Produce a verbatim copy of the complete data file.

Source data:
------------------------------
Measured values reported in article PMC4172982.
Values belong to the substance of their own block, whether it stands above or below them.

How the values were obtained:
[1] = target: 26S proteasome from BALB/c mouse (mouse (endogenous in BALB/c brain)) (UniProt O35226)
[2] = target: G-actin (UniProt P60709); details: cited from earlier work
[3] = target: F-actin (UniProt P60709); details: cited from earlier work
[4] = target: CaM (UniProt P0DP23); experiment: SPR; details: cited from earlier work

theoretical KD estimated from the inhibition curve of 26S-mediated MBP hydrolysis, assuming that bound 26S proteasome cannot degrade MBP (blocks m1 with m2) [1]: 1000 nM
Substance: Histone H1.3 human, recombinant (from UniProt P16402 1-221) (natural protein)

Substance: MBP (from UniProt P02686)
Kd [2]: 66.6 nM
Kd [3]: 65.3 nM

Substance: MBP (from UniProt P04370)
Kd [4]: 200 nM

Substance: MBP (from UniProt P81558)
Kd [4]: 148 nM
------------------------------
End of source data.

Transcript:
Measured values reported in article PMC4172982.
Values belong to the substance of their own block, whether it stands above or below them.

How the values were obtained:
[1] = target: 26S proteasome from BALB/c mouse (mouse (endogenous in BALB/c brain)) (UniProt O35226)
[2] = target: G-actin (UniProt P60709); details: cited from earlier work
[3] = target: F-actin (UniProt P60709); details: cited from earlier work
[4] = target: CaM (UniProt P0DP23); experiment: SPR; details: cited from earlier work

theoretical KD estimated from the inhibition curve of 26S-mediated MBP hydrolysis, assuming that bound 26S proteasome cannot degrade MBP (blocks m1 with m2) [1]: 1000 nM
Substance: Histone H1.3 human, recombinant (from UniProt P16402 1-221) (natural protein)

Substance: MBP (from UniProt P02686)
Kd [2]: 66.6 nM
Kd [3]: 65.3 nM

Substance: MBP (from UniProt P04370)
Kd [4]: 200 nM

Substance: MBP (from UniProt P81558)
Kd [4]: 148 nM